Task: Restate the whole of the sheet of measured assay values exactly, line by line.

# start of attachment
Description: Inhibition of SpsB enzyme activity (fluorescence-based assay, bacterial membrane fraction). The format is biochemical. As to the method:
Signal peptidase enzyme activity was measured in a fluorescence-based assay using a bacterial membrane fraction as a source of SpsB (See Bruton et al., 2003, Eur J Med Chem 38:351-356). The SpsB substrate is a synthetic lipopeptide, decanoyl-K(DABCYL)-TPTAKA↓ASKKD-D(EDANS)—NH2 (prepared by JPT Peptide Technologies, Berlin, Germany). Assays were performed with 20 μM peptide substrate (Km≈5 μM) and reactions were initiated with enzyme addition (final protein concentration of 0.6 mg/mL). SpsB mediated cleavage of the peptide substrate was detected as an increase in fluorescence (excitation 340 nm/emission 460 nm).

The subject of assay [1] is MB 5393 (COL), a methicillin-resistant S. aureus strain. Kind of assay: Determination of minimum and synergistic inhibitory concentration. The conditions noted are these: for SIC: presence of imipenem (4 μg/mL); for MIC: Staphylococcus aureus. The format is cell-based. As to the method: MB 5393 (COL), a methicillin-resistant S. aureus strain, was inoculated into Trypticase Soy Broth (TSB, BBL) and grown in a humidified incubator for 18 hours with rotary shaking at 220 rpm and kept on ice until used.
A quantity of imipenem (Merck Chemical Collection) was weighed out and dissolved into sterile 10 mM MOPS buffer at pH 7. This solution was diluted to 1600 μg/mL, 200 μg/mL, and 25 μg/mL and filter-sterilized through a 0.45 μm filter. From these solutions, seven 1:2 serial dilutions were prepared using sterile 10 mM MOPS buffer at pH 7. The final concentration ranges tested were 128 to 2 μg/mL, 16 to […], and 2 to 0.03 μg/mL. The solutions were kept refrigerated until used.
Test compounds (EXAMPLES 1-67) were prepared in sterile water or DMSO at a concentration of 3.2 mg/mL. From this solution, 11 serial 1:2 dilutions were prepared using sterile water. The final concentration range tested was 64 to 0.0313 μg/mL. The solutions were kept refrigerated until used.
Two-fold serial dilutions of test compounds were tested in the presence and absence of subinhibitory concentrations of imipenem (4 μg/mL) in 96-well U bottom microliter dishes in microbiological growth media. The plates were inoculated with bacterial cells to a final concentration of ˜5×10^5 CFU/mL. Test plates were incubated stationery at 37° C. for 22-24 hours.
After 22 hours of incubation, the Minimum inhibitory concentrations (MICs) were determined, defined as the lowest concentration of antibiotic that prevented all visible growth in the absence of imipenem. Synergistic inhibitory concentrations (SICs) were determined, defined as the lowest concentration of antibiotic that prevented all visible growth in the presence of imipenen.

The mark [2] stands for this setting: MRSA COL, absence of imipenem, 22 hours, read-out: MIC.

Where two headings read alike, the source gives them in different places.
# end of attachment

Description: Inhibition of SpsB enzyme activity (fluorescence-based assay, bacterial membrane fraction). The format is biochemical. As to the method:
Signal peptidase enzyme activity was measured in a fluorescence-based assay using a bacterial membrane fraction as a source of SpsB (See Bruton et al., 2003, Eur J Med Chem 38:351-356). The SpsB substrate is a synthetic lipopeptide, decanoyl-K(DABCYL)-TPTAKA↓ASKKD-D(EDANS)—NH2 (prepared by JPT Peptide Technologies, Berlin, Germany). Assays were performed with 20 μM peptide substrate (Km≈5 μM) and reactions were initiated with enzyme addition (final protein concentration of 0.6 mg/mL). SpsB mediated cleavage of the peptide substrate was detected as an increase in fluorescence (excitation 340 nm/emission 460 nm).

The subject of assay [1] is MB 5393 (COL), a methicillin-resistant S. aureus strain. Kind of assay: Determination of minimum and synergistic inhibitory concentration. The conditions noted are these: for SIC: presence of imipenem (4 μg/mL); for MIC: Staphylococcus aureus. The format is cell-based. As to the method: MB 5393 (COL), a methicillin-resistant S. aureus strain, was inoculated into Trypticase Soy Broth (TSB, BBL) and grown in a humidified incubator for 18 hours with rotary shaking at 220 rpm and kept on ice until used.
A quantity of imipenem (Merck Chemical Collection) was weighed out and dissolved into sterile 10 mM MOPS buffer at pH 7. This solution was diluted to 1600 μg/mL, 200 μg/mL, and 25 μg/mL and filter-sterilized through a 0.45 μm filter. From these solutions, seven 1:2 serial dilutions were prepared using sterile 10 mM MOPS buffer at pH 7. The final concentration ranges tested were 128 to 2 μg/mL, 16 to […], and 2 to 0.03 μg/mL. The solutions were kept refrigerated until used.
Test compounds (EXAMPLES 1-67) were prepared in sterile water or DMSO at a concentration of 3.2 mg/mL. From this solution, 11 serial 1:2 dilutions were prepared using sterile water. The final concentration range tested was 64 to 0.0313 μg/mL. The solutions were kept refrigerated until used.
Two-fold serial dilutions of test compounds were tested in the presence and absence of subinhibitory concentrations of imipenem (4 μg/mL) in 96-well U bottom microliter dishes in microbiological growth media. The plates were inoculated with bacterial cells to a final concentration of ˜5×10^5 CFU/mL. Test plates were incubated stationery at 37° C. for 22-24 hours.
After 22 hours of incubation, the Minimum inhibitory concentrations (MICs) were determined, defined as the lowest concentration of antibiotic that prevented all visible growth in the absence of imipenem. Synergistic inhibitory concentrations (SICs) were determined, defined as the lowest concentration of antibiotic that prevented all visible growth in the presence of imipenen.

The mark [2] stands for this setting: MRSA COL, absence of imipenem, 22 hours, read-out: MIC.

Where two headings read alike, the source gives them in different places.